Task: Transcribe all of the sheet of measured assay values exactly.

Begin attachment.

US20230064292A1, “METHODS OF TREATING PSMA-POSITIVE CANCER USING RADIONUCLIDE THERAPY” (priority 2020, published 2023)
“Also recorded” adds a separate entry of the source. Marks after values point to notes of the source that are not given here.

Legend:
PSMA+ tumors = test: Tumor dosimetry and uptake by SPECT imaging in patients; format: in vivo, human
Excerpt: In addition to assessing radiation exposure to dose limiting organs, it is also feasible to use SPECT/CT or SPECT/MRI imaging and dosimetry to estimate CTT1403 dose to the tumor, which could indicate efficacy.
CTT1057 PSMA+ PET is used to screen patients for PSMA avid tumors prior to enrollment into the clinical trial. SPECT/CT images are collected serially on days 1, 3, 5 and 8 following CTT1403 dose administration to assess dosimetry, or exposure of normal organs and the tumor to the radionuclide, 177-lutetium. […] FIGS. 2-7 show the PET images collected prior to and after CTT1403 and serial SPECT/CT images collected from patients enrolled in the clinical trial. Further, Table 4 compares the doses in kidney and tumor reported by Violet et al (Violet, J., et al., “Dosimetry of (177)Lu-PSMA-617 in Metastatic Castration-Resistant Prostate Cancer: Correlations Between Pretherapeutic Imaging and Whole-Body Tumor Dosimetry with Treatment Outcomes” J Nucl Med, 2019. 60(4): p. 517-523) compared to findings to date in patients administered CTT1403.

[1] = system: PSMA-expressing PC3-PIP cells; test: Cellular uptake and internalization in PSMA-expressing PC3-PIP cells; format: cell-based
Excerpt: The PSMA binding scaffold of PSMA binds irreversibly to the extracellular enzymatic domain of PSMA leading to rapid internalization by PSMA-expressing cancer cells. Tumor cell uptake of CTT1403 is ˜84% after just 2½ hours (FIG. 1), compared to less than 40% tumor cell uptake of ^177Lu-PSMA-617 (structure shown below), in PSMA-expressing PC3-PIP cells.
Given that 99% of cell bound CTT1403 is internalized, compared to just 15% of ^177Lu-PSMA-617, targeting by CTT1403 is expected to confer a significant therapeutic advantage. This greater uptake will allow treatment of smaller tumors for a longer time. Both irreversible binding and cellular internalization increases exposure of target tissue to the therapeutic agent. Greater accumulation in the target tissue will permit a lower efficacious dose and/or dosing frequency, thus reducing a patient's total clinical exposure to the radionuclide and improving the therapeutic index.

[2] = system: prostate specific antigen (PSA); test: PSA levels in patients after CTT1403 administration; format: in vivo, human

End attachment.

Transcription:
US20230064292A1, “METHODS OF TREATING PSMA-POSITIVE CANCER USING RADIONUCLIDE THERAPY” (priority 2020, published 2023)
“Also recorded” adds a separate entry of the source. Marks after values point to notes of the source that are not given here.

Legend:
PSMA+ tumors = test: Tumor dosimetry and uptake by SPECT imaging in patients; format: in vivo, human
Excerpt: In addition to assessing radiation exposure to dose limiting organs, it is also feasible to use SPECT/CT or SPECT/MRI imaging and dosimetry to estimate CTT1403 dose to the tumor, which could indicate efficacy.
CTT1057 PSMA+ PET is used to screen patients for PSMA avid tumors prior to enrollment into the clinical trial. SPECT/CT images are collected serially on days 1, 3, 5 and 8 following CTT1403 dose administration to assess dosimetry, or exposure of normal organs and the tumor to the radionuclide, 177-lutetium. […] FIGS. 2-7 show the PET images collected prior to and after CTT1403 and serial SPECT/CT images collected from patients enrolled in the clinical trial. Further, Table 4 compares the doses in kidney and tumor reported by Violet et al (Violet, J., et al., “Dosimetry of (177)Lu-PSMA-617 in Metastatic Castration-Resistant Prostate Cancer: Correlations Between Pretherapeutic Imaging and Whole-Body Tumor Dosimetry with Treatment Outcomes” J Nucl Med, 2019. 60(4): p. 517-523) compared to findings to date in patients administered CTT1403.

[1] = system: PSMA-expressing PC3-PIP cells; test: Cellular uptake and internalization in PSMA-expressing PC3-PIP cells; format: cell-based
Excerpt: The PSMA binding scaffold of PSMA binds irreversibly to the extracellular enzymatic domain of PSMA leading to rapid internalization by PSMA-expressing cancer cells. Tumor cell uptake of CTT1403 is ˜84% after just 2½ hours (FIG. 1), compared to less than 40% tumor cell uptake of ^177Lu-PSMA-617 (structure shown below), in PSMA-expressing PC3-PIP cells.
Given that 99% of cell bound CTT1403 is internalized, compared to just 15% of ^177Lu-PSMA-617, targeting by CTT1403 is expected to confer a significant therapeutic advantage. This greater uptake will allow treatment of smaller tumors for a longer time. Both irreversible binding and cellular internalization increases exposure of target tissue to the therapeutic agent. Greater accumulation in the target tissue will permit a lower efficacious dose and/or dosing frequency, thus reducing a patient's total clinical exposure to the radionuclide and improving the therapeutic index.

[2] = system: prostate specific antigen (PSA); test: PSA levels in patients after CTT1403 administration; format: in vivo, human